Doors do good things or bad things. They can allow you in or out; they can protect what's on either side of the door. Doors in zoos, for example, protect the animals inside from the people outside and vice versa.
They also restrict access: we read that when God drove Adam and Eve from the Garden, He placed cherubim and a flaming sword to secure the way to the Tree of Life. And when Noah finished the Ark and all of the animals were safely in, the Lord closed the door to the Ark; no one else was allowed in.
We live our lives behind doors; in the world we live in, we do not feel safe without doors and fences and gates with locks. There are places where people don't lock their doors; San Bernardino is not one of them. It used to be said that church doors were never locked; again, we have first-hand experience of why that doesn't happen here. It is a sign of the sinfulness of our society that churches experience arsonists and vandals and thieves. And this is nothing new: in 1453, when the Ottoman Turks were at the doors of Constantinople, which was at that time the political and religious head of the Eastern Orthodox churches, the priests and the people crowded into the magnificent church of Santa Sophia for safety. The doors were locked--and it was a trap.
Doors can be opportunities: we often face multiple doors. They may also be traps. (This has become the basis for TV game shows, where contestants are faced with several doors: one with something really valuable, the others less desirable. We can watch, and make our own guesses, and see which would have been best, with no risk to ourselves--and also no gain.) In our real lives, there are times where we can only choose one door; each choice takes all the alternates away. We choose schools, jobs, friends, spouses, residences, and more--and each one changes the next set of doors. Some choices open up more opportunities, some close down things we mighta-coulda-woulda done differently.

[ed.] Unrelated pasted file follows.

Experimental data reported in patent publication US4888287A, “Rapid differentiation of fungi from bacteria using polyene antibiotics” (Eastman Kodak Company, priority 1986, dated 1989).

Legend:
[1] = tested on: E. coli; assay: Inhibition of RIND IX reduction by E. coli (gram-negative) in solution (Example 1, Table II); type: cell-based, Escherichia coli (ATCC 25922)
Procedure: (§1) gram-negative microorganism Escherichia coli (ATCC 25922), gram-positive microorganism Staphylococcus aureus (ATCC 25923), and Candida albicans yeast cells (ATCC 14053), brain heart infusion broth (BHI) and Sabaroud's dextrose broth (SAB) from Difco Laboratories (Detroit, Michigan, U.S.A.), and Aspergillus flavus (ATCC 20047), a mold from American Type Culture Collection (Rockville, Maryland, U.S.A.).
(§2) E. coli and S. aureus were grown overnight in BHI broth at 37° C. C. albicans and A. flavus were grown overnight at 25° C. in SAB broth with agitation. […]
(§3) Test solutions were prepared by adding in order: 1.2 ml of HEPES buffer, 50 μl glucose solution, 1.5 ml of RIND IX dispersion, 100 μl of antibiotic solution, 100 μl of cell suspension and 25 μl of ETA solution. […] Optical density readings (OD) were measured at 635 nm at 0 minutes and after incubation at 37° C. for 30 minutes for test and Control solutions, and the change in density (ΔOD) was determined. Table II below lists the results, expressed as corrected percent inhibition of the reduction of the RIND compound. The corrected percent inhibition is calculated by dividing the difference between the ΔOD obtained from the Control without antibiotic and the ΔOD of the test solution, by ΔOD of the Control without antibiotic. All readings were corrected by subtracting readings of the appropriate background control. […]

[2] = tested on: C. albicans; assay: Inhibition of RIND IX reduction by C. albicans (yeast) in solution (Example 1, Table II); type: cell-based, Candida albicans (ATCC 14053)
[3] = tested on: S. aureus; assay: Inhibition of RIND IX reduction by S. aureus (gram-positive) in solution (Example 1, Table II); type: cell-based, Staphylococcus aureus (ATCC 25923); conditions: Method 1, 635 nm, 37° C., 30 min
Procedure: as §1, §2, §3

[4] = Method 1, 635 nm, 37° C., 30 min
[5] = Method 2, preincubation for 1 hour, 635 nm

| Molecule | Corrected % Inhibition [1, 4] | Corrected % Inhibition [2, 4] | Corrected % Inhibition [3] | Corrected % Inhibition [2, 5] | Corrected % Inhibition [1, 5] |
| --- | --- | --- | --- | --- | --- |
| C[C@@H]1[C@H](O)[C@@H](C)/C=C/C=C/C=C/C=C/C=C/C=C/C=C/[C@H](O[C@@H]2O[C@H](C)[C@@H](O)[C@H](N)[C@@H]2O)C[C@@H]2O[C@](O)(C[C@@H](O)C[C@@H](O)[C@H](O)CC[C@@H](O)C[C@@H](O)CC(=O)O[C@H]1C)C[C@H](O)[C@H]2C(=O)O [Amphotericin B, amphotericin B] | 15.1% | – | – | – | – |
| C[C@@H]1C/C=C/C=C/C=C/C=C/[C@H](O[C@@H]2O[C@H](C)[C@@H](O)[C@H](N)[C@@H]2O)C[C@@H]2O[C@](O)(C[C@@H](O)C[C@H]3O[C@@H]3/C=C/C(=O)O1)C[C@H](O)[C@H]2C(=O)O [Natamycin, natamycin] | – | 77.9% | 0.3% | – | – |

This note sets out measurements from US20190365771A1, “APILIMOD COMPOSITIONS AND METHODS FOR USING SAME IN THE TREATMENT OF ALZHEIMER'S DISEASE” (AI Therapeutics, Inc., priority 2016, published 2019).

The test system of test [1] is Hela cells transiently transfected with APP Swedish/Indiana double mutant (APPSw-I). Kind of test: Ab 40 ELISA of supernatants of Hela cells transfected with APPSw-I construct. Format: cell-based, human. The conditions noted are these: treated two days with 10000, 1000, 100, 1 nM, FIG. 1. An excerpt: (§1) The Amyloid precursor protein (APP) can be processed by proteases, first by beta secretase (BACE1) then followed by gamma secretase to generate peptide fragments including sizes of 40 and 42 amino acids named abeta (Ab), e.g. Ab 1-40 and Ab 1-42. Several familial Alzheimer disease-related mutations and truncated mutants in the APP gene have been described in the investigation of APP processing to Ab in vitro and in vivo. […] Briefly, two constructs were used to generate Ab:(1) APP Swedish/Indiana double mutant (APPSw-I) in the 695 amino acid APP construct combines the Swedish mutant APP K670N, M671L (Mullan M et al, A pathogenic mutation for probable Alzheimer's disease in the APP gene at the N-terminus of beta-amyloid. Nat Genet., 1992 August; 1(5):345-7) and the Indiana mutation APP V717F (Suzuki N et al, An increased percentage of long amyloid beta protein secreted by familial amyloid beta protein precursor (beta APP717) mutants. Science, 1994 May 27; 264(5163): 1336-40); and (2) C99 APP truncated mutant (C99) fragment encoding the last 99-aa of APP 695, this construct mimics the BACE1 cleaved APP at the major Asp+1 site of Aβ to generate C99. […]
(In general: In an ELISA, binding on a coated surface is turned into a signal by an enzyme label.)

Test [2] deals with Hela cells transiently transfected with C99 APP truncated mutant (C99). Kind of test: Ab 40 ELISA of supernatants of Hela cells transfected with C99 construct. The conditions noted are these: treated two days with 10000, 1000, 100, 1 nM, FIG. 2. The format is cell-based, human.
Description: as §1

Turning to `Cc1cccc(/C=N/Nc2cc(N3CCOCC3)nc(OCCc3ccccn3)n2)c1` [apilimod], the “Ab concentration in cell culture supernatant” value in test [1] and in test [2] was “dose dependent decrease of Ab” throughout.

In Scripture, we find mention of doors separating the sacred from the ordinary. In tabernacle description in Exodus, we find doors between the various levels of sacred spaces, The Presence of God was believed to reside in the innermost chamber, with restrictions on who was allowed to pass through which doors and under what conditions. In Solomon's Temple and the rebuilt Temple of Jesus’ day, there was a similar series of enclosures with increasingly limited access, ending with the Holy of Holies, that was supposed to be entered only once a year by a specially chosen priest. It is significant, in the context of Jesus calling himself The Door, that the entrance to this area (which was a set of overlapping veils functioning as a door) was ripped open, top to bottom, at the time Jesus was crucified. And to make it more final, the Temple itself was destroyed less than 40 years later. As Christians, we see God opening the access to His Presence, through the ultimate sacrifice of the one who called Himself The Door.